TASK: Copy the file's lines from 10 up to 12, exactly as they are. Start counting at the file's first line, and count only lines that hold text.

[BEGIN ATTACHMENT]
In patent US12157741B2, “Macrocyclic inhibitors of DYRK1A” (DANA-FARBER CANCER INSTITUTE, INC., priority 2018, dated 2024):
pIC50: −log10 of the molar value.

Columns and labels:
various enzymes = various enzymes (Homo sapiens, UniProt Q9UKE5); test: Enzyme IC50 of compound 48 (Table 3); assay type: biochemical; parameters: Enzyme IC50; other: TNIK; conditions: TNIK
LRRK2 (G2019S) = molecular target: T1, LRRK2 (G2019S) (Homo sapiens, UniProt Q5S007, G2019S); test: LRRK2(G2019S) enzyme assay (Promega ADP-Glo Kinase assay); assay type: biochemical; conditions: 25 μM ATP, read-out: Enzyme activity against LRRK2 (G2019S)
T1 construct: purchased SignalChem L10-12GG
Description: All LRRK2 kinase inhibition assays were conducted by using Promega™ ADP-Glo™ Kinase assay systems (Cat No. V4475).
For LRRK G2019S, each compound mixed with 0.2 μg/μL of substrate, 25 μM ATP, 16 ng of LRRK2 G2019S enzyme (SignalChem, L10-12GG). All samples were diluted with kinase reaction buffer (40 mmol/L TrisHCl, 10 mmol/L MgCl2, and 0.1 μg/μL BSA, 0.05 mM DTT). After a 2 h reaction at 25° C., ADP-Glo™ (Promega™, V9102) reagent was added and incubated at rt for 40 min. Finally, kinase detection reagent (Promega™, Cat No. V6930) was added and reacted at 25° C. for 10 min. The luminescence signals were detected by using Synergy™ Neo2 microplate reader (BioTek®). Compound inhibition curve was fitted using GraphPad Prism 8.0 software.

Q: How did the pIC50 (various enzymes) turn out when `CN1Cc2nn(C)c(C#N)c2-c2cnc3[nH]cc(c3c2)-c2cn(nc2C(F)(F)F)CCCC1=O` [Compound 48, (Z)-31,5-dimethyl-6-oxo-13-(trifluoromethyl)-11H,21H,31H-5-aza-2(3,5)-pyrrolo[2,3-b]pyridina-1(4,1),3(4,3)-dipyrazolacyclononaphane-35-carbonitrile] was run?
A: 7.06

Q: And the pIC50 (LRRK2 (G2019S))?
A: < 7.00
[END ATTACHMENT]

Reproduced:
A: 7.06

Q: And the pIC50 (LRRK2 (G2019S))?
A: < 7.00